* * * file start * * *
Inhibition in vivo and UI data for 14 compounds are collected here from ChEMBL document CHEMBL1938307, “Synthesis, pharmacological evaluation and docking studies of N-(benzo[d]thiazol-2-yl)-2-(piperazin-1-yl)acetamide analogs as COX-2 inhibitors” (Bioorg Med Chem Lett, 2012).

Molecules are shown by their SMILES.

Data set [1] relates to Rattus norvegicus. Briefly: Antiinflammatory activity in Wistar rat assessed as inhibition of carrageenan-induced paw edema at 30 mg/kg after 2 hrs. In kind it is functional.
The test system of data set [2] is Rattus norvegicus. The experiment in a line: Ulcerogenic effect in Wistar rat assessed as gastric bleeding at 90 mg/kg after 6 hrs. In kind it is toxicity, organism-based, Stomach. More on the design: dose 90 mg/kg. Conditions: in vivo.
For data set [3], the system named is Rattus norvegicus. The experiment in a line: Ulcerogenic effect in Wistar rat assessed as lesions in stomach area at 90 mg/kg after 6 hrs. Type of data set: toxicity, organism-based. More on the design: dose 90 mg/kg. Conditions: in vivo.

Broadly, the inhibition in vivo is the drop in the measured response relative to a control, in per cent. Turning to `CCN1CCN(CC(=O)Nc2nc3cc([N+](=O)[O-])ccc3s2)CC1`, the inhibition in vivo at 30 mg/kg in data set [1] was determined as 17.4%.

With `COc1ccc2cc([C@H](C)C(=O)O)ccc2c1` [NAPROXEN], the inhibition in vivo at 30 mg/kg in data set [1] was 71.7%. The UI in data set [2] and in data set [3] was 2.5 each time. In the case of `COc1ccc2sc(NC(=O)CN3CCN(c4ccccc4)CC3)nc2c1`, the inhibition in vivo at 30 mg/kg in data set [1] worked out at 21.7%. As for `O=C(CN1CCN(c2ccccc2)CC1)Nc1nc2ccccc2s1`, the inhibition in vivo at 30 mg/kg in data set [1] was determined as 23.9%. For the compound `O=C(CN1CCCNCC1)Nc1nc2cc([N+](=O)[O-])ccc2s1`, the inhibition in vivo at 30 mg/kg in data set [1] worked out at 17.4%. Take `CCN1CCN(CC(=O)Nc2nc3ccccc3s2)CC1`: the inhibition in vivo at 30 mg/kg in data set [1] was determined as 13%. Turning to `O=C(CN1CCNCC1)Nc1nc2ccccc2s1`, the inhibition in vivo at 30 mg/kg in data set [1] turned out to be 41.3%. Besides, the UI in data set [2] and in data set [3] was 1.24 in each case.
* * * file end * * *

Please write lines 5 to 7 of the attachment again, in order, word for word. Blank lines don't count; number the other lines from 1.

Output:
For data set [3], the system named is Rattus norvegicus. The experiment in a line: Ulcerogenic effect in Wistar rat assessed as lesions in stomach area at 90 mg/kg after 6 hrs. Type of data set: toxicity, organism-based. More on the design: dose 90 mg/kg. Conditions: in vivo.

Broadly, the inhibition in vivo is the drop in the measured response relative to a control, in per cent. Turning to `CCN1CCN(CC(=O)Nc2nc3cc([N+](=O)[O-])ccc3s2)CC1`, the inhibition in vivo at 30 mg/kg in data set [1] was determined as 17.4%.

With `COc1ccc2cc([C@H](C)C(=O)O)ccc2c1` [NAPROXEN], the inhibition in vivo at 30 mg/kg in data set [1] was 71.7%. The UI in data set [2] and in data set [3] was 2.5 each time. In the case of `COc1ccc2sc(NC(=O)CN3CCN(c4ccccc4)CC3)nc2c1`, the inhibition in vivo at 30 mg/kg in data set [1] worked out at 21.7%. As for `O=C(CN1CCN(c2ccccc2)CC1)Nc1nc2ccccc2s1`, the inhibition in vivo at 30 mg/kg in data set [1] was determined as 23.9%. For the compound `O=C(CN1CCCNCC1)Nc1nc2cc([N+](=O)[O-])ccc2s1`, the inhibition in vivo at 30 mg/kg in data set [1] worked out at 17.4%. Take `CCN1CCN(CC(=O)Nc2nc3ccccc3s2)CC1`: the inhibition in vivo at 30 mg/kg in data set [1] was determined as 13%. Turning to `O=C(CN1CCNCC1)Nc1nc2ccccc2s1`, the inhibition in vivo at 30 mg/kg in data set [1] turned out to be 41.3%. Besides, the UI in data set [2] and in data set [3] was 1.24 in each case.